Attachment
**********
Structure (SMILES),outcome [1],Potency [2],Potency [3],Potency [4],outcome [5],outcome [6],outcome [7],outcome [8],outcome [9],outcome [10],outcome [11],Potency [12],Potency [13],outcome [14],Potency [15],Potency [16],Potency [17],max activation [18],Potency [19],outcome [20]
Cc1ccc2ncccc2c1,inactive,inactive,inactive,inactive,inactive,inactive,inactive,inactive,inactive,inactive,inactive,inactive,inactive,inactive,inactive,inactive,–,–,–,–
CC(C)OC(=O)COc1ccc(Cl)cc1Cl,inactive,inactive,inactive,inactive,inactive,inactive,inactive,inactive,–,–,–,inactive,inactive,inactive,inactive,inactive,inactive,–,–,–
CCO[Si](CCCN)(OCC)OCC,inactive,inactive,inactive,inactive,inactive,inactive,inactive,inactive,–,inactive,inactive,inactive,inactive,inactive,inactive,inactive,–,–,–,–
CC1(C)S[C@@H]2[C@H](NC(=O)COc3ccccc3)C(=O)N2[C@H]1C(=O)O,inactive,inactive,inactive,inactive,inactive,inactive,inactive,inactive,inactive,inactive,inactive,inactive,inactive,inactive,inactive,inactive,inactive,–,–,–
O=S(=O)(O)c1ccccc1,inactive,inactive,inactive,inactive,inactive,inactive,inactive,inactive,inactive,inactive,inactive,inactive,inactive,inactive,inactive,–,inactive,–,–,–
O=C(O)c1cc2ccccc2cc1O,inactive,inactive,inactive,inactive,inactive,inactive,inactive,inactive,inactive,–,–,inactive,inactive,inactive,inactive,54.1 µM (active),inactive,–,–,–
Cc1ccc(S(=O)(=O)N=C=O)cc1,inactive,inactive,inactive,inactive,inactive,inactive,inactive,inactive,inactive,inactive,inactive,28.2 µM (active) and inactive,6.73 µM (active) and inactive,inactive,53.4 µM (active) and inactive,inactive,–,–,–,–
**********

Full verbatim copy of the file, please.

Structure (SMILES),outcome [1],Potency [2],Potency [3],Potency [4],outcome [5],outcome [6],outcome [7],outcome [8],outcome [9],outcome [10],outcome [11],Potency [12],Potency [13],outcome [14],Potency [15],Potency [16],Potency [17],max activation [18],Potency [19],outcome [20]
Cc1ccc2ncccc2c1,inactive,inactive,inactive,inactive,inactive,inactive,inactive,inactive,inactive,inactive,inactive,inactive,inactive,inactive,inactive,inactive,–,–,–,–
CC(C)OC(=O)COc1ccc(Cl)cc1Cl,inactive,inactive,inactive,inactive,inactive,inactive,inactive,inactive,–,–,–,inactive,inactive,inactive,inactive,inactive,inactive,–,–,–
CCO[Si](CCCN)(OCC)OCC,inactive,inactive,inactive,inactive,inactive,inactive,inactive,inactive,–,inactive,inactive,inactive,inactive,inactive,inactive,inactive,–,–,–,–
CC1(C)S[C@@H]2[C@H](NC(=O)COc3ccccc3)C(=O)N2[C@H]1C(=O)O,inactive,inactive,inactive,inactive,inactive,inactive,inactive,inactive,inactive,inactive,inactive,inactive,inactive,inactive,inactive,inactive,inactive,–,–,–
O=S(=O)(O)c1ccccc1,inactive,inactive,inactive,inactive,inactive,inactive,inactive,inactive,inactive,inactive,inactive,inactive,inactive,inactive,inactive,–,inactive,–,–,–
O=C(O)c1cc2ccccc2cc1O,inactive,inactive,inactive,inactive,inactive,inactive,inactive,inactive,inactive,–,–,inactive,inactive,inactive,inactive,54.1 µM (active),inactive,–,–,–
Cc1ccc(S(=O)(=O)N=C=O)cc1,inactive,inactive,inactive,inactive,inactive,inactive,inactive,inactive,inactive,inactive,inactive,28.2 µM (active) and inactive,6.73 µM (active) and inactive,inactive,53.4 µM (active) and inactive,inactive,–,–,–,–